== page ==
The ABC’s of Wisdom: Building Character with Solomon - Restlessness
Running Away from Your Problems
Like a bird that strays from its nest is a man who strays from his home.
This verse speaks to the desire we all feel from time to time to run away from our problems. The translators use various phrases to express this truth. The man in question “wanders far from home,” he “strays from where he belongs,” and he is “moved from his place.”
The point of the comparison is not hard to find. All birds leave the nest eventually. But a bird that “strays” from the nest is abandoning its responsibilities and may end up never finding the way back home again. Even so, a man who “strays from where he belongs,” especially from his home, loses touch with the most important realities of life. God gave us families so that we would have roots. In the words of Robert Frost, “Home is where, when you go there, they have to take you in.” But where will a man go if he strays from the “nest” God has given him?
This certainly applies to men and woman who leave their mates and children in search of happiness. But it also applies to the general temptation to believe that the grass is always greener on the other side of the fence. Thus we hop from job to job, looking for the one place where we (and our careers) will blossom. We migrate from church to church, stopping only long enough to see the blemishes in each congregation but not long enough to make lasting friendships. In the same vein, we move from house to house and town to town, flying like a stray bird farther and farther from our roots. Sometimes we ditch our lifetime friends in favor of new ones.
One important point must be emphasized. Leaving is not wrong, nor is changing jobs, starting over, moving to a new community, or finding a new church. Sometimes we must break a friendship for our own spiritual well-being. But motive is all important. Leaving and changing and making a new start can sometimes be nothing more than a convenient excuse for running from our problems.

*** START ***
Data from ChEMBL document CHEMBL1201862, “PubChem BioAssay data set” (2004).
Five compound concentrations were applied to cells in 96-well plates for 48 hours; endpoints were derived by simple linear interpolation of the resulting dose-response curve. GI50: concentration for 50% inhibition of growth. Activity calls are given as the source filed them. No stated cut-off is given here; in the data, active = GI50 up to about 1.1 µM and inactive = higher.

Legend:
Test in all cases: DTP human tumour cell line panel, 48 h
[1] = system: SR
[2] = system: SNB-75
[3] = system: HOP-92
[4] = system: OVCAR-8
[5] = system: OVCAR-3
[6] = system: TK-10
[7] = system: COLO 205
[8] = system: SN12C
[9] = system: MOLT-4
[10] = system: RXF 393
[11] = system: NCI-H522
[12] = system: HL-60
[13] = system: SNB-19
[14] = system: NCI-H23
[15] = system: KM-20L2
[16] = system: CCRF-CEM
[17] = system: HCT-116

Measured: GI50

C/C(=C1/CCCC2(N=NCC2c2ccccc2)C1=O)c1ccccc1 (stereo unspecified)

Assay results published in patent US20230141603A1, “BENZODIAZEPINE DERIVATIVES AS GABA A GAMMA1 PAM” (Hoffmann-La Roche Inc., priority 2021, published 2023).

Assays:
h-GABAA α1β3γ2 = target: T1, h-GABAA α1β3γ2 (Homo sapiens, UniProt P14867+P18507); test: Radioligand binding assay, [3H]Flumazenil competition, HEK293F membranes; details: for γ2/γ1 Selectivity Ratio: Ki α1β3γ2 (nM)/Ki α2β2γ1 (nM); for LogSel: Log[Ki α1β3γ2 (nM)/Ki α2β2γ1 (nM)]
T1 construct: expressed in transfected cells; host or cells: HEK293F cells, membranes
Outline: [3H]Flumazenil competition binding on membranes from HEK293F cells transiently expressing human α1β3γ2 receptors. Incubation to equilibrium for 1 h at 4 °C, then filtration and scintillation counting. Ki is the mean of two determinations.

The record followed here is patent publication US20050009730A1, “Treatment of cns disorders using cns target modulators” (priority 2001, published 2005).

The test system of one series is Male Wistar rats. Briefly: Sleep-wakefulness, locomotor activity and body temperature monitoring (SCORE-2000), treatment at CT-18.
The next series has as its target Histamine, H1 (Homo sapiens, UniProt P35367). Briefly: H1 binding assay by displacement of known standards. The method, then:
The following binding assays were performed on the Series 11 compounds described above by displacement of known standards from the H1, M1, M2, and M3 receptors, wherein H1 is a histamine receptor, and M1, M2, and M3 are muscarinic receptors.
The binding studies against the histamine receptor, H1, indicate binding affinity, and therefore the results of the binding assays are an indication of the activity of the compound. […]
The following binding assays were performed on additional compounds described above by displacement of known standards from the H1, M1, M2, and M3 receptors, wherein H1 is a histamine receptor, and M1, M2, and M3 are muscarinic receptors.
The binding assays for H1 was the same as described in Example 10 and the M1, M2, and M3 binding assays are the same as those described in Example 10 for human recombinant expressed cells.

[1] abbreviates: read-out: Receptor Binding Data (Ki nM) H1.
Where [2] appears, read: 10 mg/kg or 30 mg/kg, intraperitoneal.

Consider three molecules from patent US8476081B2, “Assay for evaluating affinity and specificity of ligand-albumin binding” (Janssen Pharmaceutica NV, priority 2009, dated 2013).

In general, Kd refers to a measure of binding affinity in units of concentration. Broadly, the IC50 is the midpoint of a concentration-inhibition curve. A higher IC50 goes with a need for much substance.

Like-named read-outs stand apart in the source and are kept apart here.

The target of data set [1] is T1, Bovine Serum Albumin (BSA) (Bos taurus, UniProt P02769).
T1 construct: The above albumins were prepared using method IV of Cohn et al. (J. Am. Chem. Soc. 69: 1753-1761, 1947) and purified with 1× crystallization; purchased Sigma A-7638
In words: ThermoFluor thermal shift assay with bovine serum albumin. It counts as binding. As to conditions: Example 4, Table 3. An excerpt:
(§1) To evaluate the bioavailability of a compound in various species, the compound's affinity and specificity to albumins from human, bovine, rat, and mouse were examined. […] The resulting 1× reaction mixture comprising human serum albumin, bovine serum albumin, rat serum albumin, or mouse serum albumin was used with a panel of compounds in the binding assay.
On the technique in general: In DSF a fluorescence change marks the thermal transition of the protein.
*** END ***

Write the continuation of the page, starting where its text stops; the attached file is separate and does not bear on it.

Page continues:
Often we stray because we expected to be happy, and when we aren’t, we pack up and leave. But marriage is tough at times, even the best friends get on your nerves, no job is perfect, no church is always harmonious, and life in general can be boring and unpredictable.
So what? If you cop out and drop out, do you really think things will get better? If you are running from your problems, running away won’t make things better. One mark of maturity is that you can face your problems head-on, without flinching, without making excuses, without complaining, and without running away.
God has a purpose in allowing us to struggle with the temptation to run away. He is developing character in us, and to do that, adversity is essential. That’s why life isn’t easy, why nothing works the way it’s supposed to, why we struggle so hard to get ahead. God’s agenda and His timetable are often quite different from ours.
Do not despair. The road is hard and the journey long because God made it that way. But there’s a crown and a throne at the end for those who persevere.
Lord, help me to stay in my nest until You tell me it’s time to leave. Amen.
When are you most tempted to run away from your problems? From your perspective, what is the difference between responsible leaving and running away?
What situation, person, or problem are you most tempted to run away from right now?
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